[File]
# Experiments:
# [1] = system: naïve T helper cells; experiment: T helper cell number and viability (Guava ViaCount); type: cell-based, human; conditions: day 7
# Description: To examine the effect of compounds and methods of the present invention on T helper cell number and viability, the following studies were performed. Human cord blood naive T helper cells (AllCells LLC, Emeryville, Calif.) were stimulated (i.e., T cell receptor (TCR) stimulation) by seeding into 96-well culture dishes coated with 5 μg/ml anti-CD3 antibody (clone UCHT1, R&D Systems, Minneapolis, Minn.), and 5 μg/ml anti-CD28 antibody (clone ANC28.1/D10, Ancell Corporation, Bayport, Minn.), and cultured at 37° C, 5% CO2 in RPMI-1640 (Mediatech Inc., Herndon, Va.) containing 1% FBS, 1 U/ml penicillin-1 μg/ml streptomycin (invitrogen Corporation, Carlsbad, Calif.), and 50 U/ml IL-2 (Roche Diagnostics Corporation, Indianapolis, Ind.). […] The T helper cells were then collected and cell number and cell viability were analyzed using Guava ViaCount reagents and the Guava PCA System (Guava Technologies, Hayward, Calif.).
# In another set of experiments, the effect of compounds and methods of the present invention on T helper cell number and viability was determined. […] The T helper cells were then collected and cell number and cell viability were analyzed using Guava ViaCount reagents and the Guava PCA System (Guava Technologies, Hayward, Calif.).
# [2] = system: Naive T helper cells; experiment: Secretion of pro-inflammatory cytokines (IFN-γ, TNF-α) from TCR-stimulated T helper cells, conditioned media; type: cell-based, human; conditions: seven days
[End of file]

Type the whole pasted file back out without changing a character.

# Experiments:
# [1] = system: naïve T helper cells; experiment: T helper cell number and viability (Guava ViaCount); type: cell-based, human; conditions: day 7
# Description: To examine the effect of compounds and methods of the present invention on T helper cell number and viability, the following studies were performed. Human cord blood naive T helper cells (AllCells LLC, Emeryville, Calif.) were stimulated (i.e., T cell receptor (TCR) stimulation) by seeding into 96-well culture dishes coated with 5 μg/ml anti-CD3 antibody (clone UCHT1, R&D Systems, Minneapolis, Minn.), and 5 μg/ml anti-CD28 antibody (clone ANC28.1/D10, Ancell Corporation, Bayport, Minn.), and cultured at 37° C, 5% CO2 in RPMI-1640 (Mediatech Inc., Herndon, Va.) containing 1% FBS, 1 U/ml penicillin-1 μg/ml streptomycin (invitrogen Corporation, Carlsbad, Calif.), and 50 U/ml IL-2 (Roche Diagnostics Corporation, Indianapolis, Ind.). […] The T helper cells were then collected and cell number and cell viability were analyzed using Guava ViaCount reagents and the Guava PCA System (Guava Technologies, Hayward, Calif.).
# In another set of experiments, the effect of compounds and methods of the present invention on T helper cell number and viability was determined. […] The T helper cells were then collected and cell number and cell viability were analyzed using Guava ViaCount reagents and the Guava PCA System (Guava Technologies, Hayward, Calif.).
# [2] = system: Naive T helper cells; experiment: Secretion of pro-inflammatory cytokines (IFN-γ, TNF-α) from TCR-stimulated T helper cells, conditioned media; type: cell-based, human; conditions: seven days